I should add, too, that I have Asperger's Syndrome as well, a topic that has arisen surprisingly often over the past couple of days. Let me just say, from the perspective of "this side of the fence," that your home must be (from everything I have seen of it on your blog) an incredible one to grow up in. I envy your son.

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  5. What a wonderful trip. Your children are so beautiful. I love their smiles. I know boys probably wouldn't love being called beautiful : ) Don't tell them I said it! Really fantastic post!

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  6. I am SO enjoying this look back, loving your ability to see it through the eyes of now; despite the inherent sadness, remembering and celebrating the joys....

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  7. Jennifer... thank you. It's been bittersweet, and mostly a nice distraction from the flu and bronchitis reality we are living presently.

    Life with Kaishon... welcome to Chickenblog, and thank you for commenting. It was a wonderful trip, and it's nice looking back on it, recalling some sweet memories. I hope you will return to Chickenblog. I will certainly be visiting your blog, which is looks lovely btw. Aloha!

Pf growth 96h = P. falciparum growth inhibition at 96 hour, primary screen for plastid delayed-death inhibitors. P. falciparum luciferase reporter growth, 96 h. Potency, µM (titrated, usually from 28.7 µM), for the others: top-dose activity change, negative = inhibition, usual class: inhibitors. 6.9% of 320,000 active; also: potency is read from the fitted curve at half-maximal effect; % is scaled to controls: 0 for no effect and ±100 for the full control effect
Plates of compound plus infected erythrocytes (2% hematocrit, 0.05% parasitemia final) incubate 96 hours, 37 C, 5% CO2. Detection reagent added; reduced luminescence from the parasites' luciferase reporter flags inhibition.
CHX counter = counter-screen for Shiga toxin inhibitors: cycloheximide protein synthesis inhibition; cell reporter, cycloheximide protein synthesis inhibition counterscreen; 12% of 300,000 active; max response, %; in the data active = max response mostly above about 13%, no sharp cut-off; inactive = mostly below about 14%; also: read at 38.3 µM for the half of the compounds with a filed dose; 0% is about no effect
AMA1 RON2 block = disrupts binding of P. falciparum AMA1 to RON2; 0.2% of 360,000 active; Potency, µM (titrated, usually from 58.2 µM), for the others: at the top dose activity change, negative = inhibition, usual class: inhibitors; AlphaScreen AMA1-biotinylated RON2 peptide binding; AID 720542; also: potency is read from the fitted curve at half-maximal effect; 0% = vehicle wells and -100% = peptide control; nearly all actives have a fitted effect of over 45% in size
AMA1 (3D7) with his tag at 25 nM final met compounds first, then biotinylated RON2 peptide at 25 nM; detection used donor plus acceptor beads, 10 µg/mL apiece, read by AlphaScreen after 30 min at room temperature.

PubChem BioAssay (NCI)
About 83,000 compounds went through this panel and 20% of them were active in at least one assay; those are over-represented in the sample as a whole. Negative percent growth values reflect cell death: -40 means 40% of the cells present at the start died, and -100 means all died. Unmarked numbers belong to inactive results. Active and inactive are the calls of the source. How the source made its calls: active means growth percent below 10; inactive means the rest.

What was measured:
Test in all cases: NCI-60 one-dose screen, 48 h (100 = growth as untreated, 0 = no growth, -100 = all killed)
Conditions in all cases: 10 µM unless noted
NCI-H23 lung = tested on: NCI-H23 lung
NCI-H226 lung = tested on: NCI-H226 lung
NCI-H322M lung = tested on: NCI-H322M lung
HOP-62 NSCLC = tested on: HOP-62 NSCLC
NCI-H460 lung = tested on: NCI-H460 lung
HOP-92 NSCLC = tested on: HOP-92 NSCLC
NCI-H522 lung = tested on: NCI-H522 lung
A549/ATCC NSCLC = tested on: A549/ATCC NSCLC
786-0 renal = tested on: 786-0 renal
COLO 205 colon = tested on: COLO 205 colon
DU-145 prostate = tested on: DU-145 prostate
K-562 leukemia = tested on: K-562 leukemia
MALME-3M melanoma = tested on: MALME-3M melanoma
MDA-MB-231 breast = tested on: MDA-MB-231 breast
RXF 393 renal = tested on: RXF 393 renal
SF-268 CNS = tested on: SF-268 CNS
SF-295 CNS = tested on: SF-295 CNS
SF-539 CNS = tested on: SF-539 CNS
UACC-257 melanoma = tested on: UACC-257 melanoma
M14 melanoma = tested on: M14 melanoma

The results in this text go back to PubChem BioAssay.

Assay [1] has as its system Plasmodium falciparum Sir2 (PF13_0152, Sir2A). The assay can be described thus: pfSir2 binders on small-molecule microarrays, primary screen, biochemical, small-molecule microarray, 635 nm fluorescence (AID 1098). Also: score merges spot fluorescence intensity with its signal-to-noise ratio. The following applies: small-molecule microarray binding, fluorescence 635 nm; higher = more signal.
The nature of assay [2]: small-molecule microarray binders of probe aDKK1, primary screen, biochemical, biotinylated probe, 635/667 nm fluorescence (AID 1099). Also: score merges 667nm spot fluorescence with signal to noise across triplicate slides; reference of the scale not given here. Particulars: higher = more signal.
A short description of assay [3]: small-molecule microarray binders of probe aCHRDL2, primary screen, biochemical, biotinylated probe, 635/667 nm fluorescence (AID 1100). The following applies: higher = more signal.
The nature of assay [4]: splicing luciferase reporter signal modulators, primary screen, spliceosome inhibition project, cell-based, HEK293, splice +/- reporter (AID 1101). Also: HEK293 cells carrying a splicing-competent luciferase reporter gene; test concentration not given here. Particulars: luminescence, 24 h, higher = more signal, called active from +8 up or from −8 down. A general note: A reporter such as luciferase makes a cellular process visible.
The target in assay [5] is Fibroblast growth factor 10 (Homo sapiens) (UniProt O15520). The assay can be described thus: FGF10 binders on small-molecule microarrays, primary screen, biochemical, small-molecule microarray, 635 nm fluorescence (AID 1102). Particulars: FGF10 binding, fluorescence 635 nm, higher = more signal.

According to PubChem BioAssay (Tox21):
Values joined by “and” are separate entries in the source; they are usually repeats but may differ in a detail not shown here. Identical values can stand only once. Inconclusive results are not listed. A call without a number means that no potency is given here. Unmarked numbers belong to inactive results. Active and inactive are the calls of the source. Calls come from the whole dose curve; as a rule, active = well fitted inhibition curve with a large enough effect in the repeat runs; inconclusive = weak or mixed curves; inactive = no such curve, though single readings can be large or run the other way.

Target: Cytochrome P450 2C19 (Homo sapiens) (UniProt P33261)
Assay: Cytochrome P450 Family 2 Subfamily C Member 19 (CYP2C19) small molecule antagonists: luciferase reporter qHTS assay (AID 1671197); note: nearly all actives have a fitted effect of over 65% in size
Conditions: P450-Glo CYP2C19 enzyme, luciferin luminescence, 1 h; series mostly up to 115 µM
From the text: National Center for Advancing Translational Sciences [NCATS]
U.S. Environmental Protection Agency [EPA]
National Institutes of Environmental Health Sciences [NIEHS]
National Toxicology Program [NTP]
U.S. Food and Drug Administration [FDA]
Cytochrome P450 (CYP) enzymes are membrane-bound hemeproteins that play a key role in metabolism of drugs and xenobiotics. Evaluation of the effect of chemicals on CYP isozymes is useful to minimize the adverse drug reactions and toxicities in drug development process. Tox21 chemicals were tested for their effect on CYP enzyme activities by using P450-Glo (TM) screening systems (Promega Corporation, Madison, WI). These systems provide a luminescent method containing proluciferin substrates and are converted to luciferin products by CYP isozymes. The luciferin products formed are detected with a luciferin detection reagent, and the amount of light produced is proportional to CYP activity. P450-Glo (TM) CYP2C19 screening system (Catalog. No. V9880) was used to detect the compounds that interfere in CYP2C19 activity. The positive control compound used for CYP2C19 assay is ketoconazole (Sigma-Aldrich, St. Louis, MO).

Random... your comment touched me deeply. Isn't it amazing to discover connections and things we share in common? I love that you found so much to enjoy and recognize in this post. And I really appreciate you sharing your perspective about living with AS... how things are from your side of the fence. Your comment made me cry, because I really appreciate that you are doing so well in life, and because you made such a nice remark about how we are managing here in our home. We still have our struggles and challenges, at times making us feel alone and uncertain. I cannot thank you enough for your words... they really lift me up.

    Anonymous... Aloha goes where you go.

    Flartus...thank you Flartus! For your kindness and for sharing about your nephew. I am happy for him, that he has you, who appreciates him and looks forward to witnessing his life. You are so right about the *balance* and it helps us all.

    Judy... imagine if you could bring all of your popoki with you! Your snow kitties would be astonished at feeling the warm Islands and your constant aloha! They at least have your aloha for now.